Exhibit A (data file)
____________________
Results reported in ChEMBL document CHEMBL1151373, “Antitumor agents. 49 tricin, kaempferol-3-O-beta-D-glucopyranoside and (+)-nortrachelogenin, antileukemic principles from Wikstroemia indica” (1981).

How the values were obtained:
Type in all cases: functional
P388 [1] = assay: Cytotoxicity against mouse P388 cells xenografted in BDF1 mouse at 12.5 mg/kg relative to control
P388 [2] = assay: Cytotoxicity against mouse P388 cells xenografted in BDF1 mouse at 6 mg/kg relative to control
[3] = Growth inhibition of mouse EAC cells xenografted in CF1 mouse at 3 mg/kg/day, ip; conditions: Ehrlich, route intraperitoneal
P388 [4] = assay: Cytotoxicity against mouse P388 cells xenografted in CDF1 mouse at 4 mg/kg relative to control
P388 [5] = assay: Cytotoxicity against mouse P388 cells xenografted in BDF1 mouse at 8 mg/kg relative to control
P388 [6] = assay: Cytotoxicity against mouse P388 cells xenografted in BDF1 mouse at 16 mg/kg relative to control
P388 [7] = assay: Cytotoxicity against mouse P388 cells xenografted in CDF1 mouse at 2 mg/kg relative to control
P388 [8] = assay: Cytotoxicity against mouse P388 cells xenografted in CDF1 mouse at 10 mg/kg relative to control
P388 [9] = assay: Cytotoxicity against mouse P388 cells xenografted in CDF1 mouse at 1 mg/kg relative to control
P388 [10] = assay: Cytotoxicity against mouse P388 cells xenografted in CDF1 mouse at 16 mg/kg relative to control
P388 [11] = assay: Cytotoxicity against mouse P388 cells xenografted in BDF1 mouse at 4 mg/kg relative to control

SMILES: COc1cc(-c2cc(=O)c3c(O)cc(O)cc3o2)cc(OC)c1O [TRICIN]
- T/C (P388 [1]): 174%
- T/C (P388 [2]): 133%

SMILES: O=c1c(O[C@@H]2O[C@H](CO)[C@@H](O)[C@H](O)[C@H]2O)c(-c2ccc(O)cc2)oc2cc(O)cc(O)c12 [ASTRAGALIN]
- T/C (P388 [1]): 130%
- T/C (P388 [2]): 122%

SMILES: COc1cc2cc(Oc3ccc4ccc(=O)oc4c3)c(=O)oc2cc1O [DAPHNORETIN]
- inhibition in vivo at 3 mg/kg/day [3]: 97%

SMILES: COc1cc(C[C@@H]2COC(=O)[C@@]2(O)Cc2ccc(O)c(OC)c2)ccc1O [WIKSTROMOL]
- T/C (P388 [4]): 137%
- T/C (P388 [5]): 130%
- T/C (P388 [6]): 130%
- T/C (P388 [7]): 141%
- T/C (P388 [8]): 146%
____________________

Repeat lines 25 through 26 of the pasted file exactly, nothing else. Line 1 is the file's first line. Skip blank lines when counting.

- T/C (P388 [5]): 130%
- T/C (P388 [6]): 130%